And that’s not necesarily a knock on them either. You and I can wonder why they’re so stubborn, but when you’ve been the best at something most of your life, told you’re the best, and treated like you’re the best, it’s hard to reflect realistically on yourself.
Look at Matt Kemp: he’s a two-sport star in high school, he signs with the Dodgers after they beg/convince him, he becomes a top prospect, he get called up and sets the world on fire for a bit at 21, and as recently as two years ago, the same fans that are booing him now were chanting “M-V-P” every time he came to the plate.
“Now you want me to move? For Andre Ethier and Scott Van Slyke?”
I mean, I get it.
Don’t get me wrong, I agree with your thought process, and it’s on the clubhouse staff and front office to make those tough choices for the player, like they eventually did. But in terms of WHY they are so unwilling to reveal injury, move positions, or change mechanics?
Pride, ego, whatever. All of it makes you illogical, and I get why it happens.
Philip: “I’m reading Ken Rosenthal’s ‘Free Giancarlo Stanton‘ and wondering what it would take for the Dodgers to get him? Let’s pretend he hits the market this winter and the Dodgers have not moved anyone prominent. Would he be worth Pederson, Seager, Urias, and Ethier, for example? Feel free to play around with combinations for what is only a thought exercise at this point.”
Giancarlo Stanton hits free agency in 2017, so you’re buying two years of team control, but most importantly, two years to get a gigantic extension done.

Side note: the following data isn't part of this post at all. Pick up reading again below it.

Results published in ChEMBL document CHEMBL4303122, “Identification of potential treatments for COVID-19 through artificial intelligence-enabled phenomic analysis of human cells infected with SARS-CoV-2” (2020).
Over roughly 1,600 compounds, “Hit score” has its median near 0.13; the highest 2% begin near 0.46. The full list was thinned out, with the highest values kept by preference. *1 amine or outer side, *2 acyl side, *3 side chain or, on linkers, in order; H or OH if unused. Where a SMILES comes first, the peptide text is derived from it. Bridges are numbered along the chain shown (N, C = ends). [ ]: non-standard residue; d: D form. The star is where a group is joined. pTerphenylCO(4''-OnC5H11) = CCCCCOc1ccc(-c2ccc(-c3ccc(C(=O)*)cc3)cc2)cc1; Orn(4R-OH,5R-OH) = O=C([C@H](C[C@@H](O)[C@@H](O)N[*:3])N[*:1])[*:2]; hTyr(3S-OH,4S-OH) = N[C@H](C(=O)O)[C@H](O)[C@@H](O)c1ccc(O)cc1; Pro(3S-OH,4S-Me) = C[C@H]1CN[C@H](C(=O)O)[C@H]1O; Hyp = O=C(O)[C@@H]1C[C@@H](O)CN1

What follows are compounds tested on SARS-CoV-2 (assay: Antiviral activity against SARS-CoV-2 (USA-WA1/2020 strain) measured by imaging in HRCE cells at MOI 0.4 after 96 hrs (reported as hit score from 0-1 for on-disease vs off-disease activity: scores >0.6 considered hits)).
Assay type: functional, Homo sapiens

Anyway, I went over this on Twitter before and would give a leg for him. I saw some balk at parting with Joc Pederson, Corey Seager, and Julio Urias for Stanton, and I think those people are nuts. And yeah, this is coming from a guy who has a tendency to be too protective of prospects.
Sure, the mentioned trio might, MIGHT total more value than Stanton at some point in their careers — I like all three of them a lot, and that’s the risk you take — but we’re talking about a present-day, proven MVP candidate who is bombing gigantic homers in the sixth-hardest park to homer in. I love prospects and I love what their future may hold, but you’re not taking another Yasiel Puig (production-wise) in the corner of the outfield for three guys who have proven nothing so far? It’s like, come on.
Actually, my primary concern would be that the trio wouldn’t be enough. The Marlins want to win now and Seager/Urias might still be two years away, so I have to think the Cubs would put together a better package of young talent and also have the money to extend him. Perhaps the Red Sox and others I’m forgetting off the top of my head as well.
Honestly, given that he’s highly unlikely to leave Los Angeles until he’s in his mid-30s if the Dodgers trade for him, I’d be willing to give up just about anybody that doesn’t detract significantly from the team’s ability to win immediately.
This is just shameless rosterbating, but:
Dee Gordon – 2B
Yasiel Puig – CF
Adrian Gonzalez – 1B
Giancarlo Stanton – LF
Matt Kemp – RF